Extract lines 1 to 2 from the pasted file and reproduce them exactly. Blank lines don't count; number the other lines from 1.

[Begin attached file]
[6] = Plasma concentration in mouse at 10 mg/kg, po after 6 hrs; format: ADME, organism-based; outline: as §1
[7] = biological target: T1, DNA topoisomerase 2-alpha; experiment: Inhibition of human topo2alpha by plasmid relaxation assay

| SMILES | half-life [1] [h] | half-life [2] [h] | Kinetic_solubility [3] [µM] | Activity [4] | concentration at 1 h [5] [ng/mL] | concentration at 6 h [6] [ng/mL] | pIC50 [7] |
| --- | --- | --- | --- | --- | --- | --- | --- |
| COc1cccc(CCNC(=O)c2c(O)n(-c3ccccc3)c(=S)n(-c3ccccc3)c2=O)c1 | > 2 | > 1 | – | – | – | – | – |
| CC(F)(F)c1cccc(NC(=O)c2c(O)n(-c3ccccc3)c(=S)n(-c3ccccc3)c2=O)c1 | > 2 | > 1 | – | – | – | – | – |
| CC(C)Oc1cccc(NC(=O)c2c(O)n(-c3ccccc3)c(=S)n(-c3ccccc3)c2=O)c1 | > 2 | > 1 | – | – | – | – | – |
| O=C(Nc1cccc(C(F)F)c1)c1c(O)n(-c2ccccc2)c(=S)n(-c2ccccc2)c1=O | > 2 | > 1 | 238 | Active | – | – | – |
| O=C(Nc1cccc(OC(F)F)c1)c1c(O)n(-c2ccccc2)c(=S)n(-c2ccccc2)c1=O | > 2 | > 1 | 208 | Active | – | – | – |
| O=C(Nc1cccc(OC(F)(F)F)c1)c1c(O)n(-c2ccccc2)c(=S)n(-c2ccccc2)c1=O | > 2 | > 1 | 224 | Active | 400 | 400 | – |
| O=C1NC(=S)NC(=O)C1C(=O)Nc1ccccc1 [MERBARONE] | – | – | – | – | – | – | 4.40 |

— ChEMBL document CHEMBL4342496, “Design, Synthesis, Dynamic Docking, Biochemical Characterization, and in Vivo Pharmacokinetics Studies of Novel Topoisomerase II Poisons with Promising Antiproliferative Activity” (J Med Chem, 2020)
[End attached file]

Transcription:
[6] = Plasma concentration in mouse at 10 mg/kg, po after 6 hrs; format: ADME, organism-based; outline: as §1
[7] = biological target: T1, DNA topoisomerase 2-alpha; experiment: Inhibition of human topo2alpha by plasmid relaxation assay